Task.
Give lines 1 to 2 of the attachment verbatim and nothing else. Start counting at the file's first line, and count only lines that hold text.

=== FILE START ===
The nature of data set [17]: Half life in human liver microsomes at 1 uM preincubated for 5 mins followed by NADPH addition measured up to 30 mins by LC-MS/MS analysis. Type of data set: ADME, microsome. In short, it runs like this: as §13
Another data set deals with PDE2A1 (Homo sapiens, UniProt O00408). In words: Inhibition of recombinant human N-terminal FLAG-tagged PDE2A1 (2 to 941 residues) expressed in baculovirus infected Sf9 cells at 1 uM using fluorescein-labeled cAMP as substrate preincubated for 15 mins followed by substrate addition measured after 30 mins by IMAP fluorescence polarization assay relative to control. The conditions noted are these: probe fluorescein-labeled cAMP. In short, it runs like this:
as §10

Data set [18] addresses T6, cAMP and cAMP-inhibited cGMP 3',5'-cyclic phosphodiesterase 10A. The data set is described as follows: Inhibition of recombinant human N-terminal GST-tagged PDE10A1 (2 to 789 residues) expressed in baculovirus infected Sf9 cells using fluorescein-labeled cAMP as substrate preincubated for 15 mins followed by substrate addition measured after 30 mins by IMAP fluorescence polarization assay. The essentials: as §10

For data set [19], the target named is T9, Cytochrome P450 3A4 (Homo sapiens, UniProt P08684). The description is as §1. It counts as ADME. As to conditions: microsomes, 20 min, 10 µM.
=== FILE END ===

The nature of data set [17]: Half life in human liver microsomes at 1 uM preincubated for 5 mins followed by NADPH addition measured up to 30 mins by LC-MS/MS analysis. Type of data set: ADME, microsome. In short, it runs like this: as §13
Another data set deals with PDE2A1 (Homo sapiens, UniProt O00408). In words: Inhibition of recombinant human N-terminal FLAG-tagged PDE2A1 (2 to 941 residues) expressed in baculovirus infected Sf9 cells at 1 uM using fluorescein-labeled cAMP as substrate preincubated for 15 mins followed by substrate addition measured after 30 mins by IMAP fluorescence polarization assay relative to control. The conditions noted are these: probe fluorescein-labeled cAMP. In short, it runs like this: